Sunday, May 8, 2011

Threats to the US-China Relationship

China released a “white paper” on March 31st accusing the United States of making the region more “volatile.” China claims that Washington’s web of alliances and military forces across Asia pose security challenges.  If China decides to act on them, these accusations could create potential economic problems for the U.S.

One way that China could react is by discontinuing the purchase of US treasury bonds, an action that would threaten the US economy and the ability of the U.S. government to function, as it relies on the sale of treasury bonds as a source of income. If that occurred, the U.S. government would likely raise interest rates to offset the loss of debt funding. Higher interest rates would slow the US economy, pushing the recession even farther “under the water.”

This economic scenario would only happen though if China viewed American actions as threatening. China has promised only to retaliate if the US threatens them – giving the US the opportunity to back down. According to University of Kansas International Relations Professor Anna M. Cienciala, China only sees states as threatening if they threaten China’s sovereignty by trying to intervene in China’s right to govern via communism or to claim Chinese territory.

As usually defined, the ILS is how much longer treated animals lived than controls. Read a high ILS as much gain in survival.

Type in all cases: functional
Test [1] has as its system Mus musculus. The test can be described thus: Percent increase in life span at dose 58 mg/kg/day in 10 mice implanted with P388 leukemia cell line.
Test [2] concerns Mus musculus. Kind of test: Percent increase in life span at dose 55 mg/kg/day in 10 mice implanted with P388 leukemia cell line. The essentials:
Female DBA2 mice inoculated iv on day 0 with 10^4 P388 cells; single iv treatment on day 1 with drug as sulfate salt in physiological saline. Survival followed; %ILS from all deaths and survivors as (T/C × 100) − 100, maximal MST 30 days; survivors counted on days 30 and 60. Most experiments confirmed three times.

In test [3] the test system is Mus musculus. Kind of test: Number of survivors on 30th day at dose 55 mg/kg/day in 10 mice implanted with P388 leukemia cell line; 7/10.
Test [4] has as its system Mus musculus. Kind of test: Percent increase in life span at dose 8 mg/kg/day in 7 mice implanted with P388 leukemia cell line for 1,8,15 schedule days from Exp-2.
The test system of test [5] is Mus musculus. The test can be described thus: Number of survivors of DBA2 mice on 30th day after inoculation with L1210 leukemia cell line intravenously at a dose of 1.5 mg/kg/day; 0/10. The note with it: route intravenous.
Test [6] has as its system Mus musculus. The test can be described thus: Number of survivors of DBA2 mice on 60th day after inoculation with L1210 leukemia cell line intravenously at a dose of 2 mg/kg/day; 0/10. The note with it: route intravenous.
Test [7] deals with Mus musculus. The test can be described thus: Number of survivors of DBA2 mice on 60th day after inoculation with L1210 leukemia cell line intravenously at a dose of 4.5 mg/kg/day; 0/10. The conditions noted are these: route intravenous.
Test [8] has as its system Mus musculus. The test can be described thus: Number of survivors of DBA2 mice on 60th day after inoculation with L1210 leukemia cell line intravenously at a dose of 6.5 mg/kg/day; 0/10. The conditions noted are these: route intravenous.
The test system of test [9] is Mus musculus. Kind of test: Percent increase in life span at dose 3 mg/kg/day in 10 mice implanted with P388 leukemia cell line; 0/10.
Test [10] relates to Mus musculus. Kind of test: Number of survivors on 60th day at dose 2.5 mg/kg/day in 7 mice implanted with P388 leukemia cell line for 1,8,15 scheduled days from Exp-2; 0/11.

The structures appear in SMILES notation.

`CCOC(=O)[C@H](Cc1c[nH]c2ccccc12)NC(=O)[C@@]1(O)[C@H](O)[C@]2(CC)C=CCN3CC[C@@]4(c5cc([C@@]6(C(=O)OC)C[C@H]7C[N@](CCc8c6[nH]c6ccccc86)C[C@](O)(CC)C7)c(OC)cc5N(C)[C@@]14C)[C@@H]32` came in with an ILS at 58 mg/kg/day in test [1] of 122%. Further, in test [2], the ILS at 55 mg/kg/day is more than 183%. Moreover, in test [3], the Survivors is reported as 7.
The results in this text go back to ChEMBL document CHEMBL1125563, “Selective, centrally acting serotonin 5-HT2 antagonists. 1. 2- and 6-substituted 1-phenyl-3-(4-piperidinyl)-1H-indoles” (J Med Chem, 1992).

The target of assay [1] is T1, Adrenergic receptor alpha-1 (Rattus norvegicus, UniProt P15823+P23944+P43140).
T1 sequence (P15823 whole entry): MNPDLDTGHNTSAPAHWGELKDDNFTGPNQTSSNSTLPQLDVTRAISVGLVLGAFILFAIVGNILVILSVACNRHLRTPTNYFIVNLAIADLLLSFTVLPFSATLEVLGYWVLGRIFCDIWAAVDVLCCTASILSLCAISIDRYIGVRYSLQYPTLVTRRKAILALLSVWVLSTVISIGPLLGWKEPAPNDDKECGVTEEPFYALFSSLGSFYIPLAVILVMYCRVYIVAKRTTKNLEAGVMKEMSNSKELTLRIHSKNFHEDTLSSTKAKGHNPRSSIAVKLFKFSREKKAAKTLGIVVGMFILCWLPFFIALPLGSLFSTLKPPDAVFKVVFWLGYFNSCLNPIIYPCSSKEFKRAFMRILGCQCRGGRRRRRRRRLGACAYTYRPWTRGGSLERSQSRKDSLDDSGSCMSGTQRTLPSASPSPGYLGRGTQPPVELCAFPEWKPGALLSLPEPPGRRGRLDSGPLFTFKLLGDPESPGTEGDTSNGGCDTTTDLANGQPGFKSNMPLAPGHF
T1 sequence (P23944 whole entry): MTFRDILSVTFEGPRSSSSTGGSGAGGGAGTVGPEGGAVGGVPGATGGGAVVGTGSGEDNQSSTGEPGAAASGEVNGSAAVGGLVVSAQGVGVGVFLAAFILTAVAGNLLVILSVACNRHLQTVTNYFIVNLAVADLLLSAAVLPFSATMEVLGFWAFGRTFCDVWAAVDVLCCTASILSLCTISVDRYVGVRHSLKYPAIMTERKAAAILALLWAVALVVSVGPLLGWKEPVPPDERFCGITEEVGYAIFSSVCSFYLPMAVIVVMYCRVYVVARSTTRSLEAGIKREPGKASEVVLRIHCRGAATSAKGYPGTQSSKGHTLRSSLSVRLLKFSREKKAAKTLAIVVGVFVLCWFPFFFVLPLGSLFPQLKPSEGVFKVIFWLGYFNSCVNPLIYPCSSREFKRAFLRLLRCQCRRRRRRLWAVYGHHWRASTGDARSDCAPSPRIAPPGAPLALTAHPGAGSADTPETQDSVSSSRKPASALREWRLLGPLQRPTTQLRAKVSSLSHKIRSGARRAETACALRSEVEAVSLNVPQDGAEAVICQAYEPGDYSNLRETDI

China lists Taiwan, the Korean Peninsula, and Arunachal Pradesh as three of the major problem areas. In Taiwan and the Korean Peninsula, China fears the U.S. will threaten China’s communism by replacing communism in North Korea with democracy, which China sees as imperialism.  China sees American values of civil and political rights as corroding communist emphasis on economic and social rights. The U.S. remains adamant about not provoking conflict in Taiwan or the Korean Peninsula.

Arunachal Pradesh, a territory that borders Tibet, is viewed as problematic as well because China believes that India originally stole this territory from China. China claims that India will want to sovereignty over Tibet as well. Because the U.S. has been supplying weapons to India, China fears a potential invasion from India.  India though is reluctant to start a war with China, so this potential threat will likely not materialize.

Taiwan, the Korean Peninsula, and Arunachal Pradesh represent three potential obstacles to a strong US-China relationship. This analysis will further examine each of these threats to China’s sovereignty.

 Read more.

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